Mexican-American WarMexican-American War. The United States Congress approved the declaration of war on Mexico 165 years ago today. The battle for land ownership caused political controversy and was a precursor to a war that divided America.
Mexican-American War origins
Texas won independence from Mexico in 1836. Mexico refused to recognize Texas' independence and threatened war if the United States annexed its former territory. Which future American president led Texas' defense?
Meanwhile, the United States wanted to expand its landholdings and used the concept of Manifest Destiny to fight for Texas and other land.
Mexican-American War declaration May 13
On May 11, 1846, President James Polk announced to Congress that the Mexican army had invaded U.S. soil and had killed 16 American soldiers, in an event known as the Thornton Affair. Congress declared war on May 13 despite allegations that increased territory would be used to increase slaveholding states.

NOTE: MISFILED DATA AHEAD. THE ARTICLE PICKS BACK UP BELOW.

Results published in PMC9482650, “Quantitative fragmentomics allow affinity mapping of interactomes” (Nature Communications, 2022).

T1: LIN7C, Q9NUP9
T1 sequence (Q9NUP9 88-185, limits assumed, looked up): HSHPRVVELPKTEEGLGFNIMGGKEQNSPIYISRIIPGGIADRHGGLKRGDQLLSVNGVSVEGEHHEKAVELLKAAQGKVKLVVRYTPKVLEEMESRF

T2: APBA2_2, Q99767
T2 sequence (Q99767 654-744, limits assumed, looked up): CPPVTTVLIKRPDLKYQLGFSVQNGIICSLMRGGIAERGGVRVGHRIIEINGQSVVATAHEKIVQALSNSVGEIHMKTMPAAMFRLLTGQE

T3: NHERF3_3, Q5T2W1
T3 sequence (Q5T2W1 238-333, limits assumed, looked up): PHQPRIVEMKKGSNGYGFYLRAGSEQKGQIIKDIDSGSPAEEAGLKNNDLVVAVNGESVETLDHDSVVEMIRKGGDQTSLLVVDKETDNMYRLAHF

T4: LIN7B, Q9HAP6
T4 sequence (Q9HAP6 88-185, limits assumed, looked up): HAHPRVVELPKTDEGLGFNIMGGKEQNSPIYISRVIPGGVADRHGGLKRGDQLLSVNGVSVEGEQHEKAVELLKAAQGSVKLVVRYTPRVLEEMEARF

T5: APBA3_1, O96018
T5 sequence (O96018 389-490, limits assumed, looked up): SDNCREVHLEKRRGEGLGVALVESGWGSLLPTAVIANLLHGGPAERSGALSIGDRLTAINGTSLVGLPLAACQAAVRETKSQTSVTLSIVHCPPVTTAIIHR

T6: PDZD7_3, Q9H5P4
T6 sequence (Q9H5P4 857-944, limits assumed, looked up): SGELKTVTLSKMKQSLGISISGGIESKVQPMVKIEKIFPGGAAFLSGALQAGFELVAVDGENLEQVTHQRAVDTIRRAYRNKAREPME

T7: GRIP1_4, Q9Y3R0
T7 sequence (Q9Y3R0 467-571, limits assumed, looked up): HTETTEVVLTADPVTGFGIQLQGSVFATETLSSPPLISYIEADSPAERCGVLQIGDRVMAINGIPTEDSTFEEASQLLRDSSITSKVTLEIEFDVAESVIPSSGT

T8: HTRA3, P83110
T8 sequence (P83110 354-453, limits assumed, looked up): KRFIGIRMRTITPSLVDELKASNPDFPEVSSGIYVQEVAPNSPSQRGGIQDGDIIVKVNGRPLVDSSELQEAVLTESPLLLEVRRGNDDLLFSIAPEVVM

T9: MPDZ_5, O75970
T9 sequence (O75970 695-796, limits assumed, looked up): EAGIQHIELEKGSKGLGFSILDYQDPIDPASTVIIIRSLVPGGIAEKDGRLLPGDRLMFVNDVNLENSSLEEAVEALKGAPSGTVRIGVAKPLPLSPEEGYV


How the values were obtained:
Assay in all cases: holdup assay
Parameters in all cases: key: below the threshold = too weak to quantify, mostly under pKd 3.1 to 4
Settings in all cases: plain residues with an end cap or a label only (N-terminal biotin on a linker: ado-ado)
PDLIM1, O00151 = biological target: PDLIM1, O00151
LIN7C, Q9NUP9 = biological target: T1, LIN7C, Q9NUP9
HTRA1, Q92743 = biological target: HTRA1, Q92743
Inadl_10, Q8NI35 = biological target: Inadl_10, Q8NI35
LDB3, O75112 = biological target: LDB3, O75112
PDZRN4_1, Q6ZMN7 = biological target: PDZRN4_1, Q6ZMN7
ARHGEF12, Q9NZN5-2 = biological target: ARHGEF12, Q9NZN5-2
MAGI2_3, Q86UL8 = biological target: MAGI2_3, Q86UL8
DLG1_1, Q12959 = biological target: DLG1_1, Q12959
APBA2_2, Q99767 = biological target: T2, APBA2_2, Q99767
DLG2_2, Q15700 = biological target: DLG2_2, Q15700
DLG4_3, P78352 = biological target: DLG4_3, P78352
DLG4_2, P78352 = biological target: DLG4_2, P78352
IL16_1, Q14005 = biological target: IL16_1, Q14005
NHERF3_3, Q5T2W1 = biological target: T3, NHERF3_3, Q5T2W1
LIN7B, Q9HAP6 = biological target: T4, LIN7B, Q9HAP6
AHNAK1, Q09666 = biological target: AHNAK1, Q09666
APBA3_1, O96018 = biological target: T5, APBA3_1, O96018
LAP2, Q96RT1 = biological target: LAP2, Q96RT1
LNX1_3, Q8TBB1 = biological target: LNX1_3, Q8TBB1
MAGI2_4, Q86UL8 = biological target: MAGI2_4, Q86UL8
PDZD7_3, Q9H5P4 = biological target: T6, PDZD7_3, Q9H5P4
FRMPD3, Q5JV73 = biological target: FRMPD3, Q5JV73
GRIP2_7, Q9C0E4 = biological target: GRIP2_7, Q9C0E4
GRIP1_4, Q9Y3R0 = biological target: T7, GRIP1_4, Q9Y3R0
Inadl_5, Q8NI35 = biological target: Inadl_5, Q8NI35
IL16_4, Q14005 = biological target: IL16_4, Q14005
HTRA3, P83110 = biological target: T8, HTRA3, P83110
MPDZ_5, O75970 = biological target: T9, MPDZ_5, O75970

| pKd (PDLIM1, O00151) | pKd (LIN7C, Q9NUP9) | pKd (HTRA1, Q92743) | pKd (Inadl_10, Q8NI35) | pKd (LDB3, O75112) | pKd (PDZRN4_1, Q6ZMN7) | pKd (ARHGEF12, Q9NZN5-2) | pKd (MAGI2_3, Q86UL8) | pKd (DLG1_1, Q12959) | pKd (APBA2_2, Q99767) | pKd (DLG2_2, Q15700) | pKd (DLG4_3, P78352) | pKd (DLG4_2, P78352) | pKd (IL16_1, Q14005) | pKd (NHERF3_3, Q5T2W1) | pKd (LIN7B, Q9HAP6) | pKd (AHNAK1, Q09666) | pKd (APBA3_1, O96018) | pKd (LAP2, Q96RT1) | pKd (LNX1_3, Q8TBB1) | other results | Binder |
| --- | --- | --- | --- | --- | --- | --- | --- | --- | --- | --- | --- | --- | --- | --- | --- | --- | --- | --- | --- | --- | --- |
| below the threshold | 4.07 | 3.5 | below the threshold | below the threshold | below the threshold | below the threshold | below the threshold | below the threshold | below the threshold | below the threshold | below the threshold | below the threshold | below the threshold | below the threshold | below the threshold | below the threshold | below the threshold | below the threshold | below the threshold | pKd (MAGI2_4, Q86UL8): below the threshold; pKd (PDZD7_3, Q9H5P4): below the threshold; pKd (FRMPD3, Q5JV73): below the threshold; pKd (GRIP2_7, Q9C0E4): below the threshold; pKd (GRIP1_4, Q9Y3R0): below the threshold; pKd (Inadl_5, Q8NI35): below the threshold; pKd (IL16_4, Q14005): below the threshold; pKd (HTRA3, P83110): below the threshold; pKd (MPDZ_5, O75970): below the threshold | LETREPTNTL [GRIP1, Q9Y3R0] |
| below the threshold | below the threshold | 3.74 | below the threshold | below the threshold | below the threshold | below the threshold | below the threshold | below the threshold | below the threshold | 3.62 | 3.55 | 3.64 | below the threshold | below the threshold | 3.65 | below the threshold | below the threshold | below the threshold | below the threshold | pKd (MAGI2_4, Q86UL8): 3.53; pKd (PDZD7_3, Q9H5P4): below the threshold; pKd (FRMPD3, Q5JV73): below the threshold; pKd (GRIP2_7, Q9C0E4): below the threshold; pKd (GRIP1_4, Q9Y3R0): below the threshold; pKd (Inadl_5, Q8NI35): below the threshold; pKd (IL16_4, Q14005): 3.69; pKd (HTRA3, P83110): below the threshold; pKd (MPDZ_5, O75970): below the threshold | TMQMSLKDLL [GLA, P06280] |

Mexican-American War in California
The Mexican-American War reached California, then a Mexican territory, two months after war was declared. The success of the Bear Flag Revolt and the Siege of Los Angeles indicated an easy victory for the American soldiers. However, intervention by the Californios delayed success by the Americans for seven months.
Mexican-American War in Mexico
The newly reinstated President Santa Anna took command of his army in Mexico after a failed battle, which resulted in the deaths of 11 graduates of this military academy, led by this commander in northeastern Mexico. Rumors of upheaval in Mexico City turned Santa Anna's attention back to the capital. An American general took possession of Mexico City and paved the way for the end of the war.
Treaty of Guadalupe Hidalgo
With the capture of Mexico City and the defeat of its army, Mexico surrendered to the United States and began negotiations to end the war. Read about the six brave young heroes who fought for Mexico.
The Treaty of Guadalupe Hidalgo was signed on Feb. 2, 1848. The terms of the negotiation ceded the land in what is present-day California, Nevada, Colorado, Wyoming, Utah, New Mexico, Kansas, Arizona and Texas.